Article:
In order to reduce costs, as well as to avoid being unintentionally squeezed out of the option of filing a divisional application, clients are recommended to review their needs at the latest when the first adverse report is received. At this stage, a voluntary divisional application may be filed without incurring any extension fees.
In the exceptional case where an application proceeds to allowance directly, without any prior adverse report being issued, the applicant is allowed a term of three months from the mailing date of the clear report to file a voluntary divisional application. Again, this policy was introduced effective 01 June 2016 under a practice note issued by MyIPO. If the applicant does not intend to file a divisional application in this scenario, it is possible to inform MyIPO so as to avoid the grant process being paused for the three-month interval.
7. What is the typical interval between allowance and grant?
The number of patents granted by MyIPO has been increasing year-by-year since 2010, as shown by the following table:
Inevitably, this growing productivity has impacted processing time. The interval between issuance of the clear report and grant of the patent is not readily predictable. It may vary between a minimum of one or two weeks to several months depending on MyIPO’s workload. Furthermore, there is often a considerable delay between formal grant of the patent and issuance of the patent certificate and documents. Rest assured that we keep tabs on the progress and send regular reminders to MyIPO when necessary.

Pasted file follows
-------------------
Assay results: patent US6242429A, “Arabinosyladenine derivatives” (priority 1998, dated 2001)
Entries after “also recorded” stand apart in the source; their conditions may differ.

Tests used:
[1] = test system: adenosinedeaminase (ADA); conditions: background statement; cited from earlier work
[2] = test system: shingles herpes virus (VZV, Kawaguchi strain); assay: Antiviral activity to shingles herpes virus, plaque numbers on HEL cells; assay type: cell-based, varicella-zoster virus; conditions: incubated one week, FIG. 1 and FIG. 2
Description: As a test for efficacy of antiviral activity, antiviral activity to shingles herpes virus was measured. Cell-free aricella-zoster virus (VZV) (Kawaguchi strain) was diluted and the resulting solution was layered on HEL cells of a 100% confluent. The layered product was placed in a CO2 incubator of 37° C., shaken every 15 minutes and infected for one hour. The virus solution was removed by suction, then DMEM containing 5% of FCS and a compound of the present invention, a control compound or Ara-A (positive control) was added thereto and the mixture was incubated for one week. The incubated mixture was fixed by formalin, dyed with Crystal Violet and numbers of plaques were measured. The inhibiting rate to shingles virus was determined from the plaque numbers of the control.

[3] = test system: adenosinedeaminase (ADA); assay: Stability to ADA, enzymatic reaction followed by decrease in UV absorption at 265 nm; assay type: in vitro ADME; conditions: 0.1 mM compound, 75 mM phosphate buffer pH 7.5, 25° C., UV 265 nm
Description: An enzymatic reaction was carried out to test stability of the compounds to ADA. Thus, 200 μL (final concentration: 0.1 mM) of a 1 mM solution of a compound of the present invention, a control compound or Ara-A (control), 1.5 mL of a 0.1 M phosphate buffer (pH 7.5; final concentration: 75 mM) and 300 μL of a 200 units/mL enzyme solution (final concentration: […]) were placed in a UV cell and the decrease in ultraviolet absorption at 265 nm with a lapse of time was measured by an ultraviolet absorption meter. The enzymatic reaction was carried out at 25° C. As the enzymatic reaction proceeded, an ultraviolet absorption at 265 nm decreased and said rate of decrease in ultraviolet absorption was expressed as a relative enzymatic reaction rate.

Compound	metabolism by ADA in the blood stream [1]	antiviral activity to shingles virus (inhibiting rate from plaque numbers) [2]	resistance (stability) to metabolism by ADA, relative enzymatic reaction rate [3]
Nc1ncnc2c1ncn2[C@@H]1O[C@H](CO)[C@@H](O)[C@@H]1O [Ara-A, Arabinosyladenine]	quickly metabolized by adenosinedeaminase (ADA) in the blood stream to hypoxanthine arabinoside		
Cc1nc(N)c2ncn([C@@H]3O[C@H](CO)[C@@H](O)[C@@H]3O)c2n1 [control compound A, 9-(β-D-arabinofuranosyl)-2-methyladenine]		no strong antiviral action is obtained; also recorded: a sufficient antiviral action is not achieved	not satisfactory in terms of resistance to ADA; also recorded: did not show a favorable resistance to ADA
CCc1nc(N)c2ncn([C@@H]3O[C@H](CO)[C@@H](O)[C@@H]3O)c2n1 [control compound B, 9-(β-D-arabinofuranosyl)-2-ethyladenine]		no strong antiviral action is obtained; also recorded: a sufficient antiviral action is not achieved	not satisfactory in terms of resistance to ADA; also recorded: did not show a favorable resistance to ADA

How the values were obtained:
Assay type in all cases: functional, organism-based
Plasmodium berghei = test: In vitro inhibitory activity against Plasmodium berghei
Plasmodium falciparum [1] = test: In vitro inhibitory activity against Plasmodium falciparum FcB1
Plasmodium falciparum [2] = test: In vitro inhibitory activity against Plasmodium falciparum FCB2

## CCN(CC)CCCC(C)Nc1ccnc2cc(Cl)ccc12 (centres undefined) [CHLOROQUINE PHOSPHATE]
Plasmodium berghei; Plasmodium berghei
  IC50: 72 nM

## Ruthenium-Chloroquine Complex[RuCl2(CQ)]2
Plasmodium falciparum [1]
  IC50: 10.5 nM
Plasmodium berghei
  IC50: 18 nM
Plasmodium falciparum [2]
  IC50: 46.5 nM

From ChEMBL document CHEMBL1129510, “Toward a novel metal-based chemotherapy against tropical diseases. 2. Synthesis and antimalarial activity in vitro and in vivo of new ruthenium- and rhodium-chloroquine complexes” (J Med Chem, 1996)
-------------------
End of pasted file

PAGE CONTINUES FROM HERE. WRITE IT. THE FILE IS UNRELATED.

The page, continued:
8. What do the Patent documents consist of?
Apart from the patent certificate, the entire patent document includes a bibliographic page (which corresponds to what is published in the Government Gazette), a schedule of annuity payments, the clear report and the final, consolidated patent specification. Unless instructed otherwise, we shall send you the original documents by registered mail, with an electronic copy provided in advance.
9. Will there be any back annuities payable at the time of grant?
No. There are no maintenance fees payable on a pending application and similarly, upon grant, there will be no back annuities payable.
10. What is the Patent Term and when is the first renewal fee due?
All Malaysian patents with filing date on or after 01 August 2001 have a maximum term of 20 years, calculated from the filing date. That means the international filing date in the case of a PCT national phase application. The first renewal fee is due one year from the date of grant, and payable at the latest one day before the first anniversary of the date of grant. Each renewal fee may be paid up to six months late, subject to a surcharge.
In the case of a utility innovation certificate, the initial term is 10 years from the filing date, extendible by a further two periods each of five years. The first renewal fee is due two years from the date of grant, and may also be paid up to six months late with surcharge.
The year-on-year growth in the number of Malaysian patents being granted by MyIPO is a product of several factors: advance in the numbers of applications being filed, the increased availability of options such as PPH programs for expediting examination, the streamlined grant procedure following abolition of the certificate fee, as well as commendable efforts in the clearing of earlier backlogs. These changes bode well for the future of the patent system as earlier grant is one of the most commonly expressed needs of our clients, both locally and internationally.